by Robert Brand
As many will know, I am the Director of Spacecraft Communications, Navigation and Data for Team Stellar and Jason is Stellar’s Australian Student Representative.
Jason and I also hold a world record for launching and recovering High Altitude Balloons (HABs). We have launched and recovered 16 so far and you can’t get better than 100% success. Mind you, much of that is attributed to us researching and finding a fantastic launch and recovery area with HAM radio APRS coverage (one of our tracking systems), flat and clear land with little water and good mobile telephone coverage and good access roads to farming and grazing land.
Croatia is a very different place. Our Team Stellar Croatian associates have told us that part of our recovery team will be Aplinists, capable of hiking in snow and ice to recover any balloon that lands high up on a mountain!
So why is Stellar launching these flights?
Balon Stellar Stratosfera 30Km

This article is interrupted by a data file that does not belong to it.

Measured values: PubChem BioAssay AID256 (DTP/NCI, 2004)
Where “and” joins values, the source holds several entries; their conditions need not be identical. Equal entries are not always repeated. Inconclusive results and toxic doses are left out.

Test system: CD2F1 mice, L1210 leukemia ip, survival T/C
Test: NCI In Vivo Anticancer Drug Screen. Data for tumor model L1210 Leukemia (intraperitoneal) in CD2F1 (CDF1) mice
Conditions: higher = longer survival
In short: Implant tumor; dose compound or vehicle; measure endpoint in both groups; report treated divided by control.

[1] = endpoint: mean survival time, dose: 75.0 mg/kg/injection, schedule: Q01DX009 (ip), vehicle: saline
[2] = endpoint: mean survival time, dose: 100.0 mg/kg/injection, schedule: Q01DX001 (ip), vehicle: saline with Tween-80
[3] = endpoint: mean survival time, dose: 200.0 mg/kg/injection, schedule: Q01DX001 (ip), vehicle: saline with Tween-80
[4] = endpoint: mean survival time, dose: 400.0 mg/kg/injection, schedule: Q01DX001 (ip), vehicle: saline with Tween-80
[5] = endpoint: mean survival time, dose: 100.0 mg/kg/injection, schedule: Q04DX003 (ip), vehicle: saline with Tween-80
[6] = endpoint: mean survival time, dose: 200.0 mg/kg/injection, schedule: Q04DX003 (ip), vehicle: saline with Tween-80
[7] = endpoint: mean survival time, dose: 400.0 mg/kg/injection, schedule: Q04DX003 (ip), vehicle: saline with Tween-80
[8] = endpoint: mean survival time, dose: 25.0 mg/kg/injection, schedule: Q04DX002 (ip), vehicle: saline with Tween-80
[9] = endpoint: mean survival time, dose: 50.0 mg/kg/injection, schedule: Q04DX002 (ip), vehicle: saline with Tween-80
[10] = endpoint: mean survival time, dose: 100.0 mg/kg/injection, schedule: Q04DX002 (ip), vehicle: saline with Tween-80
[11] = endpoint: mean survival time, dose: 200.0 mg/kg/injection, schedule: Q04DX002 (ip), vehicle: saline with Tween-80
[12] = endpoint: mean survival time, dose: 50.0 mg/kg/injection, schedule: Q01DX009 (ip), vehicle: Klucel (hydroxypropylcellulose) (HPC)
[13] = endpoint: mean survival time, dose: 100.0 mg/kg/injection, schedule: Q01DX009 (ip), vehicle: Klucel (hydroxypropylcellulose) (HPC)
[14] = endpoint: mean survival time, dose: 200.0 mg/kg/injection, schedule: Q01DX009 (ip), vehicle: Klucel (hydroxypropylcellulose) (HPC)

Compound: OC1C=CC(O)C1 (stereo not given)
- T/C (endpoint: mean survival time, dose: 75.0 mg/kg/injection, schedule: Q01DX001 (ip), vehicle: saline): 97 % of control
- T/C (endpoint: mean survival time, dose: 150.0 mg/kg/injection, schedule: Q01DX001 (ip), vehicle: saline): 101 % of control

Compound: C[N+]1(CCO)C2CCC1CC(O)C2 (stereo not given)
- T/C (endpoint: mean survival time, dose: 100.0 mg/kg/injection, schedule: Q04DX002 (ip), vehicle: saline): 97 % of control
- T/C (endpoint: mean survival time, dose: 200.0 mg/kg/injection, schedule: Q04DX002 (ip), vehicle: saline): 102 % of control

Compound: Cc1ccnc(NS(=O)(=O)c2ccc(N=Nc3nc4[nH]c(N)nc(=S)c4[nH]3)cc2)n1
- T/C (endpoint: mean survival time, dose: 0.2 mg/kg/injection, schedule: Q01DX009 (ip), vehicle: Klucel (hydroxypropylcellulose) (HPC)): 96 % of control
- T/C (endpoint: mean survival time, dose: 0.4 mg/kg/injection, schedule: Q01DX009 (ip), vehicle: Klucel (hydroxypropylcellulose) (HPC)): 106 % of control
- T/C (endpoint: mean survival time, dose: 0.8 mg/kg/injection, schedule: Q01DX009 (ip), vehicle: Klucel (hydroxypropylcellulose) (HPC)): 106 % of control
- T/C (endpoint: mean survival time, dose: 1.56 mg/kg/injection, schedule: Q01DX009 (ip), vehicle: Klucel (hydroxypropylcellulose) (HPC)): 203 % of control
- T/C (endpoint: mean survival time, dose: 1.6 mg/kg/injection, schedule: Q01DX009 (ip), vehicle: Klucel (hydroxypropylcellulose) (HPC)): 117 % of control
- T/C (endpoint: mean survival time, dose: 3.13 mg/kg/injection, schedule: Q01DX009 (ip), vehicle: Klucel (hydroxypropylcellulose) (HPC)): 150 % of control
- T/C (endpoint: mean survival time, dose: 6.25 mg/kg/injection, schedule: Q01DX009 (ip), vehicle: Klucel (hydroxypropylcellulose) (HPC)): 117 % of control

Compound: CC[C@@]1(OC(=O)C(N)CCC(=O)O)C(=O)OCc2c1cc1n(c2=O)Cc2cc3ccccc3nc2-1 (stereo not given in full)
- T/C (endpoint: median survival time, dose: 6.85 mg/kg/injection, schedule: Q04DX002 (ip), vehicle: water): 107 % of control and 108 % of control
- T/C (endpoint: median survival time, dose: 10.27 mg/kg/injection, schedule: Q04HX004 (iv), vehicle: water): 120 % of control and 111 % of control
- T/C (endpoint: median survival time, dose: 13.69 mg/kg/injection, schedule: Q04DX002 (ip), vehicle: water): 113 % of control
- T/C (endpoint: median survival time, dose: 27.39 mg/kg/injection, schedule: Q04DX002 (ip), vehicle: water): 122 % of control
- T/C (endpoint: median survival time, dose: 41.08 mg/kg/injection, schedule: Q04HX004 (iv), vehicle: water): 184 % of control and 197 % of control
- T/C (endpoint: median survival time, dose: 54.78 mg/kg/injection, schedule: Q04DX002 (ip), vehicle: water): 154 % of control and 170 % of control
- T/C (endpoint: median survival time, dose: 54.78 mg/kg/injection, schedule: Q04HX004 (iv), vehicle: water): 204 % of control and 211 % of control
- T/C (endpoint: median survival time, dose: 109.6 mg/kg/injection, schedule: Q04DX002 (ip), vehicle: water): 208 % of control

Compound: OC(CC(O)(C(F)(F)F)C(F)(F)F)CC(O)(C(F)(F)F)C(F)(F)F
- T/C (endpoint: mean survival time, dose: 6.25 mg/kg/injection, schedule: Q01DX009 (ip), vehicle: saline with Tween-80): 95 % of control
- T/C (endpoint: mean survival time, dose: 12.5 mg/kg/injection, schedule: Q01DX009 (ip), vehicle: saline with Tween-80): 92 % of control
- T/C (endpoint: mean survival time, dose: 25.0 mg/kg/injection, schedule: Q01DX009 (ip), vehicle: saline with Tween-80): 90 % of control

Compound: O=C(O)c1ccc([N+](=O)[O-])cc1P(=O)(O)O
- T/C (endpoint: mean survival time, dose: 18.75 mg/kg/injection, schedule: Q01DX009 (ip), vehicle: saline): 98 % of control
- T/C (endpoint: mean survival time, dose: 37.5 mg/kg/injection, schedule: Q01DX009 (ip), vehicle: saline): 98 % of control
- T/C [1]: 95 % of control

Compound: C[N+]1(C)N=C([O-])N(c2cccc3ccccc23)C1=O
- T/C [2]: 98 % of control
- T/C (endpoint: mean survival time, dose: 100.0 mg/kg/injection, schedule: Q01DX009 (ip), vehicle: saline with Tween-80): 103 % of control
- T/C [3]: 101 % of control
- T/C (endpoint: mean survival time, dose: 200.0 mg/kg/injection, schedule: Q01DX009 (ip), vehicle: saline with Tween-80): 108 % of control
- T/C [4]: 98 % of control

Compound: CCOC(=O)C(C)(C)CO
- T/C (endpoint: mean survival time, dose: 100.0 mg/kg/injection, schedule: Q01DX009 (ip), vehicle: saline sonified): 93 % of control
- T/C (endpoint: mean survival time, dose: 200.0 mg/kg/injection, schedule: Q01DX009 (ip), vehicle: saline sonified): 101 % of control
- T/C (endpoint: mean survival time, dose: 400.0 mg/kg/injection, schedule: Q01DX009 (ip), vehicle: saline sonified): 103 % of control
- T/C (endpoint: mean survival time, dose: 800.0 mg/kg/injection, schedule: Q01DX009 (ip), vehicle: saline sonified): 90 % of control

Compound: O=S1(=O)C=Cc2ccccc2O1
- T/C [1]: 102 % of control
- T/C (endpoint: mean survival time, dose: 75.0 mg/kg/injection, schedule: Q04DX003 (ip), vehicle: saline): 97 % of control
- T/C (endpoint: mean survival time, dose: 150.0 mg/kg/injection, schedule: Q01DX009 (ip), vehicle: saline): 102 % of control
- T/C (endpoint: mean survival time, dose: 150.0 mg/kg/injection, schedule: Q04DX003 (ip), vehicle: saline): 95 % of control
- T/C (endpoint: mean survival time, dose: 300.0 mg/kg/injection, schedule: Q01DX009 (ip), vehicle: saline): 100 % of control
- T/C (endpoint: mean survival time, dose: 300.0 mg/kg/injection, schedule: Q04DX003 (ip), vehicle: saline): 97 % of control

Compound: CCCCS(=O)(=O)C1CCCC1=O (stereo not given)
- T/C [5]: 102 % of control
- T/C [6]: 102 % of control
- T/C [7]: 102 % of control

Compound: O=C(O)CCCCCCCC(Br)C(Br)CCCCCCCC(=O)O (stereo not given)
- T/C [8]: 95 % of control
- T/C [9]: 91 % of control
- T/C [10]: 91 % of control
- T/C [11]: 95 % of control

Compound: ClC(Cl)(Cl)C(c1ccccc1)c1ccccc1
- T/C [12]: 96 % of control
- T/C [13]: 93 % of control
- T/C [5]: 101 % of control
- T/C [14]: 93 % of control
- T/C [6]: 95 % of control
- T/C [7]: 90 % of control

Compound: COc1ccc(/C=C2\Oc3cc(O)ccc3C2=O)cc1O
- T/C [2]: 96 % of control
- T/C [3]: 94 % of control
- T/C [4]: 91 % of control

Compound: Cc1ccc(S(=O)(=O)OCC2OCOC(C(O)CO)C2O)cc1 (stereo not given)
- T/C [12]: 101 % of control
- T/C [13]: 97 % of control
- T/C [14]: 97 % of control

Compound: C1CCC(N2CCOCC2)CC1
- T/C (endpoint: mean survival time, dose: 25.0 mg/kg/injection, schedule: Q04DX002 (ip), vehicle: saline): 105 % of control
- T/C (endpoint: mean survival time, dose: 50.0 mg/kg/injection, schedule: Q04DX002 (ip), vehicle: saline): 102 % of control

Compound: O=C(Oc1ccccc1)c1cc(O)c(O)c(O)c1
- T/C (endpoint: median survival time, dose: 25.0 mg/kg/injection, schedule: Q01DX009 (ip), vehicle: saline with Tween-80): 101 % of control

Basically we will be carrying experiments from schools all over Croatia. They will go into the stratosphere and after recovery they will be returned to the schools for analysis and of course we expect them to publish the results.
This is just one of several activities being undertaken by Team Stellar in the name of STEM Education – Science, Technology, Engineering, and Mathematics. Jason is 11 years old and will just turn 12 when we assist with this flight and will have just completed his first term in high school (year 7). He will be attending Sydney Secondary College – Balmain Campus just as his two older sisters did.
These will be larger balloons that will be needed to lift heavy payloads and to get them into the stratosphere before they explode and return to earth. We also expect to have cut-down ability to command the payload to release from the balloon and return to earth.
We will let you know more as we prepare for the flights in 6 months’ time. You can read more here later and more at:
That is Jason and I celebrating with a soft drink after the successful recovery of UpLift-1, our first balloon mission in December 2011. Jason does the tracking, radio systems and navigation – I just do the driving.